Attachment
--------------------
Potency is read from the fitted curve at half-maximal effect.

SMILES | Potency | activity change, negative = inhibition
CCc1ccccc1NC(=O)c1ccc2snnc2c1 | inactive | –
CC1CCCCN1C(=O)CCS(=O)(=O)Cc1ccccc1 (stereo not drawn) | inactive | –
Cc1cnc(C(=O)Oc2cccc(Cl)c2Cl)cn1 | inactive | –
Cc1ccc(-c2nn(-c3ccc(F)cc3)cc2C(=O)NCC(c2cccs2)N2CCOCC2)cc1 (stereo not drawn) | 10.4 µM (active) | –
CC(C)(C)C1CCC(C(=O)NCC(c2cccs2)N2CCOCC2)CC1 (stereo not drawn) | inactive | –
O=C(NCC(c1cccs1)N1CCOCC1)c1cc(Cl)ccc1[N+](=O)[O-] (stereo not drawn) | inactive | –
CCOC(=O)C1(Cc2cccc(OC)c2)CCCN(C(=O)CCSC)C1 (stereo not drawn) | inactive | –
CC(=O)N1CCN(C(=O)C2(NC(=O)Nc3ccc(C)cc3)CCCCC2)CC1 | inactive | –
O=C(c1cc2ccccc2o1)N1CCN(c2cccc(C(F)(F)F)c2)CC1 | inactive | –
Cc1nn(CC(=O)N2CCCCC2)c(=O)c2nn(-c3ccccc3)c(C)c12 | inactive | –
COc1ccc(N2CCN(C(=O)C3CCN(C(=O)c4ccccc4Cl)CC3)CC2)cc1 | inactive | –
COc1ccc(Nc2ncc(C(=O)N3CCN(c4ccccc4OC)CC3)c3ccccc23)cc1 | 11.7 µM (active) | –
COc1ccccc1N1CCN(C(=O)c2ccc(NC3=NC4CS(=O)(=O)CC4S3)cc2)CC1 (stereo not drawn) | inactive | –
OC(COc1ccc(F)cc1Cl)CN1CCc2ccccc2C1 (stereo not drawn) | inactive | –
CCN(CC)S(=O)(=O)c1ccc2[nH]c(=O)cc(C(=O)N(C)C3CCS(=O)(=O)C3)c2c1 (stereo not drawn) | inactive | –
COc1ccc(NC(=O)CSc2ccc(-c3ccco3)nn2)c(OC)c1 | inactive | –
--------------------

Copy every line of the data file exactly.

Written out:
Potency is read from the fitted curve at half-maximal effect.

SMILES | Potency | activity change, negative = inhibition
CCc1ccccc1NC(=O)c1ccc2snnc2c1 | inactive | –
CC1CCCCN1C(=O)CCS(=O)(=O)Cc1ccccc1 (stereo not drawn) | inactive | –
Cc1cnc(C(=O)Oc2cccc(Cl)c2Cl)cn1 | inactive | –
Cc1ccc(-c2nn(-c3ccc(F)cc3)cc2C(=O)NCC(c2cccs2)N2CCOCC2)cc1 (stereo not drawn) | 10.4 µM (active) | –
CC(C)(C)C1CCC(C(=O)NCC(c2cccs2)N2CCOCC2)CC1 (stereo not drawn) | inactive | –
O=C(NCC(c1cccs1)N1CCOCC1)c1cc(Cl)ccc1[N+](=O)[O-] (stereo not drawn) | inactive | –
CCOC(=O)C1(Cc2cccc(OC)c2)CCCN(C(=O)CCSC)C1 (stereo not drawn) | inactive | –
CC(=O)N1CCN(C(=O)C2(NC(=O)Nc3ccc(C)cc3)CCCCC2)CC1 | inactive | –
O=C(c1cc2ccccc2o1)N1CCN(c2cccc(C(F)(F)F)c2)CC1 | inactive | –
Cc1nn(CC(=O)N2CCCCC2)c(=O)c2nn(-c3ccccc3)c(C)c12 | inactive | –
COc1ccc(N2CCN(C(=O)C3CCN(C(=O)c4ccccc4Cl)CC3)CC2)cc1 | inactive | –
COc1ccc(Nc2ncc(C(=O)N3CCN(c4ccccc4OC)CC3)c3ccccc23)cc1 | 11.7 µM (active) | –
COc1ccccc1N1CCN(C(=O)c2ccc(NC3=NC4CS(=O)(=O)CC4S3)cc2)CC1 (stereo not drawn) | inactive | –
OC(COc1ccc(F)cc1Cl)CN1CCc2ccccc2C1 (stereo not drawn) | inactive | –
CCN(CC)S(=O)(=O)c1ccc2[nH]c(=O)cc(C(=O)N(C)C3CCS(=O)(=O)C3)c2c1 (stereo not drawn) | inactive | –
COc1ccc(NC(=O)CSc2ccc(-c3ccco3)nn2)c(OC)c1 | inactive | –